Co-packers are third-party food manufacturers that agree to produce a product according to the recipe and requirements of a food business. (We refer to these food businesses as “marketers” of the food product). Utilizing a co-packer is an effective way to get a product on the shelf with minimal investment in equipment, real estate, and technical knowledge.
From a perspective of pure utility, a co-packer agreement is a great investment. The agreement grants the marketer reliable access to a manufacturing facility. There is also a tremendous added value to a co-packing agreement–the exercise of discussing and drafting a co-packer agreement with an attorney is an in-depth diagnostic tool to determine the overall health of a food business.
The fundamental strengths of a food business are its trade secrets, its logistics, sources of supply, its quality assurance, its food safety practices, and its professional risk management. All of these fundamentals are heavily implicated in a thorough co-packer agreement consultation.
Trade Secrets and Intellectual Property
Marketers must share their product formula with their co-packer, so co-packer agreements are a type of intellectual property license. The way a formula is shared with a co-packer is indicative of how disciplined a company is with its trade secrets. Begin the negotiation with a great NDA that requires perpetual confidentiality for trade secrets. When entering into the co-packing agreement, any modifications should be assigned forever to the marketer.
Sources of Supply
One of the leading causes of food product recalls is undeclared allergens. An Approved Supplier list is a simple tool used in co-packing to prevent the unintentional adulteration of food products with undeclared allergens. A co-packer agreement should require manufacturers to use ingredients only from a limited set of suppliers. If the suppliers are reputable and widespread, the co-packer should have no problem ordering the ingredients in sufficient supply prior to manufacturing.
It is challenging for a company to maintain product integrity when it is manufactured in a third party facility. A food business needs two things to maintain product quality in co-packing: detailed product specifications, and product sampling of each production lot. The product formula must be comprehensively detailed, and the Product Specification must be as objective as possible. Salinity, viscosity, and pH are examples of appropriate descriptors, but the more there are in the co-pack agreement, the better. For sampling, a marketer needs to get representative, statistically relevant product samples shipped to its QA team. The QA team authorizes the release of goods once satisfied that the product meets the criteria mandated in the Product Specification. Thoroughness, coordination, and flexibility are essential.
Manufacturing wholesome food is a paramount responsibility. A food business cannot just foist all of its safety concerns onto the co-packer. Marketers need to exercise oversight on the food safety practices of their manufacturers, just as they need to maintain oversight on product quality. A few clauses in a co-packer agreement creates access to the facility during production, and also the right to inspect all food safety documentation relevant to the product. Without an internal food safety capacity, these rights are useless. Food safety professionals need to be extra sharp, and capable of providing reliable advice even though they are not on the production floor.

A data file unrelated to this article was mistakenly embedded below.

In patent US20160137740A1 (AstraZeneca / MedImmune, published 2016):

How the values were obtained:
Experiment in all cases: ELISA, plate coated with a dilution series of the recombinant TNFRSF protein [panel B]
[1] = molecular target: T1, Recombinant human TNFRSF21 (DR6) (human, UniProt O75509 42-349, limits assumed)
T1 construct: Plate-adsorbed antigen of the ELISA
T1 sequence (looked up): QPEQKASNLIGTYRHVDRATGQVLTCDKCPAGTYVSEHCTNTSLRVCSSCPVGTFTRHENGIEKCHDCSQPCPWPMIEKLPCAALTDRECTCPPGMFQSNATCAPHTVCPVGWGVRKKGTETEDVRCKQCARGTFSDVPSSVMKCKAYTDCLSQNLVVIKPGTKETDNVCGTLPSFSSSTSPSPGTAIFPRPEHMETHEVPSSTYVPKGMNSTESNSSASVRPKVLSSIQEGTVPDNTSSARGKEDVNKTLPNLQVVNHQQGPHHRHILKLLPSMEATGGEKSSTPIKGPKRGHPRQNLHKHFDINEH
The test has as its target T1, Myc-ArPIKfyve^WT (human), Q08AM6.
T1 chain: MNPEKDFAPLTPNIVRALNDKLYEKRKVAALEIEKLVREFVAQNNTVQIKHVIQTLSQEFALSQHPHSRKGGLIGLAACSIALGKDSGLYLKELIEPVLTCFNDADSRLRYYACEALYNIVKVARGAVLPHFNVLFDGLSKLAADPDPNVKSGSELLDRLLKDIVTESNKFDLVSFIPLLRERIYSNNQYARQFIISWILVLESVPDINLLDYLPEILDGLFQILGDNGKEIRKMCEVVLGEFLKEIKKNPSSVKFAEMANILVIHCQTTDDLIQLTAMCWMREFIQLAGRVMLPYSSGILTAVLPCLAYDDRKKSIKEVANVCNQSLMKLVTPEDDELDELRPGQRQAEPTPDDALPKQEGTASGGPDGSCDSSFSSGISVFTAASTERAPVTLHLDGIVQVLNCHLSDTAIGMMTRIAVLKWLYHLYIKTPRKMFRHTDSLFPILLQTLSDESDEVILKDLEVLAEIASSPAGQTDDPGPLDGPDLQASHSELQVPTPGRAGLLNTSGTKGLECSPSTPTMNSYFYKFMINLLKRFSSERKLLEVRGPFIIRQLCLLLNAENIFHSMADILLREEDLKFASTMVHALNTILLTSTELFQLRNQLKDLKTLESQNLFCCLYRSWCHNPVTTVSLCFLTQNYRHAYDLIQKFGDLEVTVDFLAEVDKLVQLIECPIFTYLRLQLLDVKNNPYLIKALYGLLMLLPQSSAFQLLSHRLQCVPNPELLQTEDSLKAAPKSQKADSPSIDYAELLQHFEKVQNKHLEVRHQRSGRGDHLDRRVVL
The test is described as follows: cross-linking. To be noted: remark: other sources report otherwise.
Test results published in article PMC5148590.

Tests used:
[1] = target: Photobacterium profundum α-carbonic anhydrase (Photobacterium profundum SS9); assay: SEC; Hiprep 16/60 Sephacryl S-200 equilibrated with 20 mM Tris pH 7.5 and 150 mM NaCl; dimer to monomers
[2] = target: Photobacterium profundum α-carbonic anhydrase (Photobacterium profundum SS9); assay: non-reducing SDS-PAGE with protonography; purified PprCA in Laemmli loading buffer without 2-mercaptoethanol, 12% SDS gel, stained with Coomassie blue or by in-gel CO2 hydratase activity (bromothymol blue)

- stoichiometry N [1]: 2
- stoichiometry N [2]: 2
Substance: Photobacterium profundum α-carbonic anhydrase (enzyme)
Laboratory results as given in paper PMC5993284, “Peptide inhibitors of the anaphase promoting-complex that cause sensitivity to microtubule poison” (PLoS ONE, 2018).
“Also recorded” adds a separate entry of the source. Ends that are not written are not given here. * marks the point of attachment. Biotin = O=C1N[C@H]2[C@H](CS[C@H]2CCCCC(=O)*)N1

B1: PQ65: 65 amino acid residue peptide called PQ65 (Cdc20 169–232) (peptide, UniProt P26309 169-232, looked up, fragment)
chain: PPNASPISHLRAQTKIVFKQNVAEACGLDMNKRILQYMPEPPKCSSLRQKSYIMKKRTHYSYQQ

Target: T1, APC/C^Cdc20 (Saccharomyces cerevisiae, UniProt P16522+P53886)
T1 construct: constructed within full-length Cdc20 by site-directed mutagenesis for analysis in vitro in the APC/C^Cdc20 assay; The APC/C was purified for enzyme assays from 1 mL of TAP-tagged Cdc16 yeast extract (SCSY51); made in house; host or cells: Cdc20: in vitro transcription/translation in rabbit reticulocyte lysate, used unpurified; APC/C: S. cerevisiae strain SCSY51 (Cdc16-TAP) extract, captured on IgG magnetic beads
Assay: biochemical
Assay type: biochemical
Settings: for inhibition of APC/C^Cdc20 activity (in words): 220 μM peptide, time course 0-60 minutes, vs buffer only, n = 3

Everyone asks “How much insurance do I need?” First audit all the promises made to wholesalers and retailers. Companies like Whole Foods and Kroger require their manufacturers to sign “supplier agreements”. These agreements always contain insurance requirements. Auditing the requirements in these supplier agreements will establish the baseline of adequate coverage. Second, do not co-pack without recall insurance, which is not part of a general commercial liability policy. Someone in the co-packing chain needs to purchase recall insurance, whether it is the marketer or the manufacturer.
Co-packing is a terrific shortcut to on-demand food manufacturing capacity, but it should not be considered a total surrender of all manufacturing responsibility. A food business still needs strong fundamentals to make a co-pack relationship successful. Planning to incorporate a co-packer, and drafting a co-packer agreement, is a great diagnostic test of those fundamentals.
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About the Author
|The Food Law Firm provides legal counsel to food, beverage, and farming businesses. The firm’s founding attorney, Mr. Jason Foscolo, has pioneered the delivery of legal services specifically tailored to businesses in these industries. His team works closely with various food industry professionals from product development to food safety, and the firm has an acute capability to comprehensively manage the constellation of food laws and regulations affecting routine commercial transactions.|
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